Milan. With Milan’s history of high levels of pollution, the city has tried car bans in the past, but now have invented their own creative incentive—free public transit vouchers for people who leave their cars at home. The system is relatively high-tech, with a web-connected box on the dash tracking each car’s location; for each day the vehicle remains at home, the city sends a voucher for the amount of a bus or train ticket to the owner.

Madrid. Madrid is working on both a governmental and a community level to pedestrianize the city with a sustainability plan. The city itself intends to create a city center with no cars by 2020, banning diesel cars altogether from Madrid by 2025, and charging cars with emissions more for parking. Meanwhile, on a more local level, urban planners are redesigning many of the city’s busiest streets for pedestrians, and violators will pay $100 or more in fines.

"In neighborhoods, you can do a lot with small interventions," Mateus Porto and Verónica Martínez—architects and urban planners from the local pedestrian advocacy group A PIE—told Fast Company. "We believe that regardless of what the General Plan says about the future of the city, many things can be done today, if there is political will."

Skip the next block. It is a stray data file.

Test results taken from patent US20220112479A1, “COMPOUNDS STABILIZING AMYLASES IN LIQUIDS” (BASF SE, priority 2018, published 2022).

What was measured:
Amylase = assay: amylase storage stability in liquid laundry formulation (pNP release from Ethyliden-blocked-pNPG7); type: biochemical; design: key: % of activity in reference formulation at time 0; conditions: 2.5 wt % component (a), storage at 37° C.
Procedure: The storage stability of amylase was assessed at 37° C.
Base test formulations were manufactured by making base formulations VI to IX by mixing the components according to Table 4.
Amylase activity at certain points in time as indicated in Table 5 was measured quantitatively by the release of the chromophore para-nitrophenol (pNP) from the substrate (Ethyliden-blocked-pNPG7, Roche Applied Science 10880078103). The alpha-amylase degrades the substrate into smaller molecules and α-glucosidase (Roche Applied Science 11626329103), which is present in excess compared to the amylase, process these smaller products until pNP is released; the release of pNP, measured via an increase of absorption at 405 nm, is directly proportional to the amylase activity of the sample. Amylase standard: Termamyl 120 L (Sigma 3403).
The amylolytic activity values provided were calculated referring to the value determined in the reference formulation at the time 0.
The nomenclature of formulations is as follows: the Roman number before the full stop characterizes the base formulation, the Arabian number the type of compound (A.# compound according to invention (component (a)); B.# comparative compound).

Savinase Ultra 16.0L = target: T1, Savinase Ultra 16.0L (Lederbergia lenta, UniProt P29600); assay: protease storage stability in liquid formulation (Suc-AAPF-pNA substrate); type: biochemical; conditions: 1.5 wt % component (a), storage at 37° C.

Bogotà. In Bogotà, Columbia, the city has long instituted programs to reduce cars on the road—beginning back in 1974 with a one day weekly car ban on 75 miles of roads, known as Ciclovía. However, their use of a license plate restriction program, Pico y Placa (Peak and Plate), allowing even and odd numbers on certain days of the week has created controversy. Apparently, some argue that drivers’ attempts to circumvent the rules by purchasing two cars or driving during off-peak hours has, in fact, created more pollution.